[aur-general] TU application: Maxim Baz
eschwartz at archlinux.org
Tue Nov 6 01:22:57 UTC 2018
On 11/5/18 7:05 PM, Maxim Baz via aur-general wrote:
>>> - wire-desktop (76): End-to-end encrypted messaging app that works on Windows,
>>> Linux, Mac, Android and iPhone. It is free, open-source and available
>>> on Github. Although I'm co-maintaining this package on AUR, I was mostly
>>> focused on contributing to the project itself: I added proper emoji support
>>> (following the latest Unicode standard), emoji autocomplete and improved
>>> native notifications on Linux (show user pictures, set urgency hint).
>> - patching should happen in prepare()
>> - electron packages should use our electron package and don't download
>> it again. (I'm assuming it does btw)
>> - ideally the desktop file should be from upstream or submitted upstream
>> - i686 shouldn't be in the arch=() array for community packages
> Thank you for these, I expect making it use system electron will be the most
> difficult part. Am I right to assume that if for whatever reason it turns out
> to be impossible to decouple from the bundled electron version, I should keep
> this package in AUR?
Well, I for one am rather opposed to shipping vendored binaries,
especially when it results in bugs like this:
And just generally, vendored dependencies are gross.
It shouldn't be a huge problem, though. See how e.g. atom caprine code
cozy-desktop geogebra keybase-gui messengerfordesktop min riot-desktop
Also once again, note to self: write some wiki packaging guidelines for
>>> - browserpass (31): Browser extension for pass (unix password manager),
>>> works in Chromium and Firefox. I became the primary project maintainer about
>>> a year ago, and together with another maintainer recently started rewriting
>>> it to make the architecture accommodate users' needs. I'm planning to bring
>>> this to [community] after the new version is ready (we are aiming to release
>>> in December). Also, someone in comments on AUR gave me a cool idea to use
>>> split-packages for Chromium and Firefox browsers, I'm going to do this as
>>> well (current PKGBUILD installs browserpass for both browsers, even if these
>>> browsers are not installed).
>> No idea, what to make of the Golang stuff, melts my brains. This however
>> semes to not be reproducible? Or does upstream have a lock file for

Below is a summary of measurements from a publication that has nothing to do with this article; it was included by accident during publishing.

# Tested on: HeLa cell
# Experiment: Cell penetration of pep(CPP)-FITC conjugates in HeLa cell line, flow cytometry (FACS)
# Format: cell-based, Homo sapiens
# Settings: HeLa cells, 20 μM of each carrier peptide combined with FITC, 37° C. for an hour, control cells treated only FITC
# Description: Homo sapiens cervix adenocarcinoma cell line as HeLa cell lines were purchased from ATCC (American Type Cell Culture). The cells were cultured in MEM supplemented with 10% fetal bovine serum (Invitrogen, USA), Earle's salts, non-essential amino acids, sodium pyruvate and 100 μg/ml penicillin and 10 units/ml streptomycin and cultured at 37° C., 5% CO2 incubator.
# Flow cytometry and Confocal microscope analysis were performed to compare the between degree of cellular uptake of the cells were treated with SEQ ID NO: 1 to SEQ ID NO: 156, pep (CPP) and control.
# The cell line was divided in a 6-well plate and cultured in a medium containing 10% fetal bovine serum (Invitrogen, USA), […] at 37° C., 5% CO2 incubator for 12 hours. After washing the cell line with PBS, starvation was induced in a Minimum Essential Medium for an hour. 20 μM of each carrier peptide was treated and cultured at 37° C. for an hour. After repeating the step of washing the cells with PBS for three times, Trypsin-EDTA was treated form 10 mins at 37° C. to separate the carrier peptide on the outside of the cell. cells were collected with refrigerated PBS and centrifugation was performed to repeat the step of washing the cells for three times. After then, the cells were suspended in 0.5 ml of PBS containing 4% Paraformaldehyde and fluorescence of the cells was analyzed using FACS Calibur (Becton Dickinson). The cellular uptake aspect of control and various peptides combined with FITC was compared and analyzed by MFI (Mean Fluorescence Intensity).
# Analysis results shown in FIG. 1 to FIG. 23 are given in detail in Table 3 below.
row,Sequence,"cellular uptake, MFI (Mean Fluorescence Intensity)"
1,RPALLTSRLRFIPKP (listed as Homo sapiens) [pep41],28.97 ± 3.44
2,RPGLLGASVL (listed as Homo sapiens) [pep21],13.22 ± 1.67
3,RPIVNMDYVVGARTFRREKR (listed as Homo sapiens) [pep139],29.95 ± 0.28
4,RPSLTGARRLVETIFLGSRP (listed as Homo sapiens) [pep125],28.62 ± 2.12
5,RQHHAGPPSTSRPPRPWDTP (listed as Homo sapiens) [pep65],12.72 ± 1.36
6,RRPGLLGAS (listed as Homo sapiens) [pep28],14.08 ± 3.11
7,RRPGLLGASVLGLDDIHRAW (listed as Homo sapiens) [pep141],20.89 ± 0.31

>> locking it's deps?
> The upstream has a lock file, and moreover the sources archive that this package
> is downloading already contains all dependencies, so that PKGBUILD doesn't have to
> deal with them — all it has to do is to extract the archive and run `make`.
>> I'm not a fan of supporting a non-supported component i.e. goole chrome.
> Will it be better in your opinion if this was a split package, providing app itself,
> and then packages for google chrome, chromium and firefox? This was suggested to me
> earlier, so that the package doesn't create files for browsers that are not even
> I guess I could even separate them into completely different PKGBUILDs, bring
> browserpass, browserpass-config-chromium and browserpass-config-firefox to community
> and leave browserpass-config-google-chrome in AUR. All these browserpass-config-*
> packages will provide "browserpass-config", and browserpass will depend on generic
> "browserpass-config", so that user is required to install at least one.
> It is vital for browserpass that configs for all browsers (where user wants to use
> the app) are installed, it will not function at all without them.
It is a tiny json file, and I see no reason to create split packages for
it. At worst, you'll just drop the native messaging host (and extension
installation policy) for the google-chrome browser that isn't in the repos.
> Same question here, but actually worth confirming with you: is it a bad practice
> to execute "systemctl daemon-reload" in post_install() function? I've seen people
> do that, but so far I was refraining from executing any commands in .install files.
> Creating a wiki page that would only tell people to run "systemctl daemon-reload"
> after installation sounds wrong...
It's pretty wrong to execute this, mostly because the systemd package
installs a universal hook to do so and it's therefore outdated bloat to
This is, after all, why we developed hooks for pacman. :)
It was originally added in March of this year:
>> * rebuild-detector:
>> * snap-pac-grub:
>> - Source should not be hosted on the AUR
> I will move to Github since it simplifies collaboration, but I also want to confirm
> if this is a new rule? I don't see this being mentioned on wiki [2,3,4], unless I'm blind :/
> If it is a rule, let's add it to the wiki! ;)
It's neither a new rule nor an old rule -- it's an unspoken rule. The
AUR is for hosting build recipes, it's logically inconsistent to serve
as the upstream source. Moreover, our servers have enough load without
also checking into git a lot of source code we never intended to provide
hosting services for. Not that we're in imminent danger of overload,
but... why add bloat...
*puts on aurweb hat*
We actually have checks within the backend code to ensure a maximum
allowable blob size for any file checked into git. This has been
calculated in an effort to be friendly to things like linux kernel
.config which can be moderately large (this is the precise example that
made us bump the limit from 100KB to 250KB). A linux .config is a thing
which is not source code, but package configuration, and thus makes
sense to be uploaded directly.
In theory it's supposed to be obvious, much like uploading your holiday
pictures is obviously against the rules despite not being spelled out.
But, we do seem to get people uploading trivial scripts, possibly
because they don't feel like bothering with the creation of an
additional GitHub repo. :/
Bug Wrangler and Trusted User
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